indicate iheir chemical composition.
A recent English pnir.ui endeavors to
provide a method tor the carbonization
nt' pent, so thru It may be used more
effectively ns a fuel for commercial
purposes, by applying electric heat In
a special furnace, by means nf heated
wires Imbedded In nn electrically In-
sulrriing muss, which Is nlso a bnd conductor of heat. The operation by this
method may be reduced io twenty minutes.
Music Is rather more dilllculi to
transmit thnn articulate speech, so that
the recent experiments or transmitting
music .SOD utiles Is unique. This wns between Snn Diego and San l-'ranclseo,
Ibe San Diego Stale Guard band playing to a San Francisco audience. It Is
stntetl Hint lhe transmission wns remarkably line, the music being very
plainly heard ut the end of tbe line.
Old Fnshionod Women.
Amateur theatricals, short-sleeved
dresses and swimming baths are forbidden to the women of Dulmcn, In
Westphalia, by authority of their parish priest, because they nre dangerous
lo morals.
Where Pattl Is Qneen.
Adellnn Pntll reigns like a queen
ovor her Welsh domain nt Crnig-y-
Nos. She is hospitality Hsclt nnd entertains lavishly. The diva Is fond of
birds, (lowers, and al fresco entertain,
ments.
When a wife puis on loo many sirs
the atmosphere of her hquie ls not
what il should be.
Chiefly.
"What are the 'powers of Europe'?"
Inquired the very young woman. The
veteran diplomat looked at her thoughtfully and then replied: "For n long
time past they have been chiefly conversational powers."—Washington Star.
The swnn always sings before It dies
and death often ends the oiosqulto'i
song.
When a girl is worried nbout the kind
of neckties a young nirin wonts she
loves liini.—Somervllle Journal.
The difference between lhe astronomer and the chorus p'**l Is lhat oue
studies the stars nud t,.e other understudies them.—Philadelphia Record.
"These lake excursions seem so lonesome."   "Lonesome?   Why, I nm with
you."    "Yes.  I  know,  but  I  couldn't
bring my wheel along."—Chicago Itec-
i ord.
She—"The Sanfords contemplate tak-
' lug n trip to Europe.   1 wish we could
afford to do   It."    He—"Why,   there's
nothing cheaper than contemplation."
-Puck.
Watts—"Getting a little rest out your
wny since the plnuo girl took to the
wheel, uren't you?" Potts—"Naw.
Her bicycle suit is louder than tlie
piano was."—Indianapolis Journal.
Ftirldy—"I understand that Wlgley
spends most of his evenings here at
your house?" Duddy—"I hud nn impression that It wns my evenings lhat
lie spends here."—Boston Transcript.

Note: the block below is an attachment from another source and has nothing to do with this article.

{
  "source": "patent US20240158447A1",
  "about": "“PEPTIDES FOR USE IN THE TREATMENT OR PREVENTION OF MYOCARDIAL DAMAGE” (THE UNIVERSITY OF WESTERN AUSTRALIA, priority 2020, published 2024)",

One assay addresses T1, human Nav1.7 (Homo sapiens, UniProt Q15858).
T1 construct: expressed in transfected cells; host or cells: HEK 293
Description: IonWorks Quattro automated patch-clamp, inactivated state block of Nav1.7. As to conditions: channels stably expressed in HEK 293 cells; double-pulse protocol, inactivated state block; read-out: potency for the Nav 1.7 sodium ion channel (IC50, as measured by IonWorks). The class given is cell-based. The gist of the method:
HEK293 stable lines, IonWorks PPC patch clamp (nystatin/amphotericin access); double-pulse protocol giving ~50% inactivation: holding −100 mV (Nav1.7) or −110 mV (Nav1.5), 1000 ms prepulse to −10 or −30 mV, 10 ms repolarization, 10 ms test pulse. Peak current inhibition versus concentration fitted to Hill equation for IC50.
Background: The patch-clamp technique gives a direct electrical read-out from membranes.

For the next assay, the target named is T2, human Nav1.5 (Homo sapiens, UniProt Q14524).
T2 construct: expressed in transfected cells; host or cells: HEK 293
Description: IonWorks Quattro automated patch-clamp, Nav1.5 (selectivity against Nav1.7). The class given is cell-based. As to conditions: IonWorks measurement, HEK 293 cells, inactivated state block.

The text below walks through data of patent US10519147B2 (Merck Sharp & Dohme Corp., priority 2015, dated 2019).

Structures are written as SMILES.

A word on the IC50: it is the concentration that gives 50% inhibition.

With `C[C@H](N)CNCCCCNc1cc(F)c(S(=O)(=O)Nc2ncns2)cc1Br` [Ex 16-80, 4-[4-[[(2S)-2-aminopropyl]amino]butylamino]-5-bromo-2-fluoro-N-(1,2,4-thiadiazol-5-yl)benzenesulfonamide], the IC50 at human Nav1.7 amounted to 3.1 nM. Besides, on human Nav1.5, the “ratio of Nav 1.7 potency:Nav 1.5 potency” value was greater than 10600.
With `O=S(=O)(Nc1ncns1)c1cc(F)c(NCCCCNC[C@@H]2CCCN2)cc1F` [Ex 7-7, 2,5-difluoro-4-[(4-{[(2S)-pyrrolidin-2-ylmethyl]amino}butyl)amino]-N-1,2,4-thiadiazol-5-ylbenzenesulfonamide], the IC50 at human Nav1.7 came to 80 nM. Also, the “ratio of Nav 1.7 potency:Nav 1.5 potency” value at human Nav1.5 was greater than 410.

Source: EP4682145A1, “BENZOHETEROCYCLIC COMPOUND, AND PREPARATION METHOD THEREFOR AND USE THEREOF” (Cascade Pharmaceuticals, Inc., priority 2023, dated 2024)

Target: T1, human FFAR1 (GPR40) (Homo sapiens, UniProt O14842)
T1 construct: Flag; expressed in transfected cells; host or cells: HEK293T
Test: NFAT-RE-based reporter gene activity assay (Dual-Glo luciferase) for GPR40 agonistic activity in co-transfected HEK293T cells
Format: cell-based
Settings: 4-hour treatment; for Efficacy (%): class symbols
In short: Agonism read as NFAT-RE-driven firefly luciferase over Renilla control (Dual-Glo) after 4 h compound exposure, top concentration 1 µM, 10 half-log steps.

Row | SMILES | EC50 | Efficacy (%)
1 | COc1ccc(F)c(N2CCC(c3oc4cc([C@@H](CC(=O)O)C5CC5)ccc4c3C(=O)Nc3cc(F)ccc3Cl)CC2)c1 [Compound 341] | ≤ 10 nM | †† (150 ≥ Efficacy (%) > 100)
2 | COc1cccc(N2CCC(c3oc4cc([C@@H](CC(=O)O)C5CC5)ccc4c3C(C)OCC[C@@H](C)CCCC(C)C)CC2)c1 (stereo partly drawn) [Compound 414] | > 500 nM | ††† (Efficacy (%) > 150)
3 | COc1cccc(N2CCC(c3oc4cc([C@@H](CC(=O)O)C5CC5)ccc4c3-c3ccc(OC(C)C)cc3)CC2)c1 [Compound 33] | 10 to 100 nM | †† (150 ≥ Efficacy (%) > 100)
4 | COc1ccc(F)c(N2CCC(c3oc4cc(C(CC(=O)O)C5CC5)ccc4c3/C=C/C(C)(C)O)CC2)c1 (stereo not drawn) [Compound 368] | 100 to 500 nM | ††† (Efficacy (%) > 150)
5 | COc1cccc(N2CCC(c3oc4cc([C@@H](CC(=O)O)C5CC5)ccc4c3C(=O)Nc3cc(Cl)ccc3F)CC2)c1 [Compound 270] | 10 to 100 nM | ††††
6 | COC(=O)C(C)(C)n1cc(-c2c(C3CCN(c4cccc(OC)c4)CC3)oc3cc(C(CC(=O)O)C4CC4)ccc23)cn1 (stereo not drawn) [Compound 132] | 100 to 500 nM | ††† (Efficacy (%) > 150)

The Judge—"Didn't 1 tell you the Inst
time thnt you were here thut I winded
lo see your face in this court no more?"
Weary Wntklns—"Yon did, yeronner,
nnd lhat Is exactly wot I lo.e tbe cop."
There's the bicycle fnce nnd tire bicycle:
back,
Wilh its queer, nltitudlnous curve:
And   lhe bicycle tongue,  iu  tlie  middle
hung,
Ami the scorcher's bicycle nerve.
—Queensland Wheel.
Customer—"Do you guarantee these
porous plasters in be good for n weak
back?" Druggist—"Yes. sir*: they nre
gootl for a week buck-nnd for n month
lo come nfter you put them on."—Judge.
A Remarkable Woman.—-Mr. MeCor-
kle—"My wife hns a better memory
than uny other woman 1 know." Mr.
McCrackle—"Indeed?" Mr*. McGorkle
—"Yes; she always romembon'H what's
trumps."—Judge.
"I inbl her 1 was afraid to kiss her
while we were nn the tandem fnr fear
we would both fall off." "What did re
, say?" "She said she hoped I didn't
call myself un experienced wheelman."
—Chicago Record.
Fiuldy—"They say you hnve a liking
for Miss Spontel." Duddy- -' -s'onsensol
The womau is insupportable." Fiuldy
—"Thai's just it. Ynu won't have lo
support her. She's got enough for
two."--Bos ton Transcript.
Gent (solicitously)—"Sir, I have hero
some Indestructible pieplntes." Mr.
Hall Bedroome (grimly)—"Well, you
hnve come to tbe light house to sell
ihem. That's the sort nf pies Mrs.
Skinner gives ub."—Puck,
"1 understand their engagement has
beeu broken." "Yes. She says she wns
deceived. He had only six century runs
to his credit Instead of sixteen, and ns
sire had fourteen herself, he was clear-
1 ly out of her class."—Chicago Post.
Advice from the Heart—Barrow—
"That's a dandy wheel you have there,
old man. I'll take a little spin on It
some day. By the way, what kind of a
wheel do you think 1 might to ride?"
Marrow—"One of your owu."—Brooklyn Life.
: "He Is nn awfully wise young man,
lo hnve seen no more than twenty-
three summers." "He tuny huve seen
but twenty-three summers, but the
number of summer girls he bas met
ruus up to the hundreds."—Indianapolis
Journal.
"Seven dollars for a room and breakfast? Great Scott! man, lhat Is awfully steep. And awfully high." said tho
victim. "Yes," admitted the summer
landlord, "it is so high and steep that
1 don't see how I can come down."—Indianapolis Journal.
A Game Law lu Itself.—Gobang—"I
think I'll do quite a little shooting tills
summer. I wonder What the close sea-
sou is?" Buckshot- "Well, in your
case, old man, I fancy If you applied lo
the Legislature, they'd throw lhe whole
year open to you."—Truth.
"It's surprising how Impractical some
very learned men are." "Ves. there's
Prof. Llngwist. for example. He spent
over half his llfu lu acquiring fluency
In nine or ten different languages nnrl
then went and married u wife wbo
never gives him n chance to get n word
In edgeways."—Truth.
"I happened to remark n little while
ago, In the presence of Miss Blllinnre,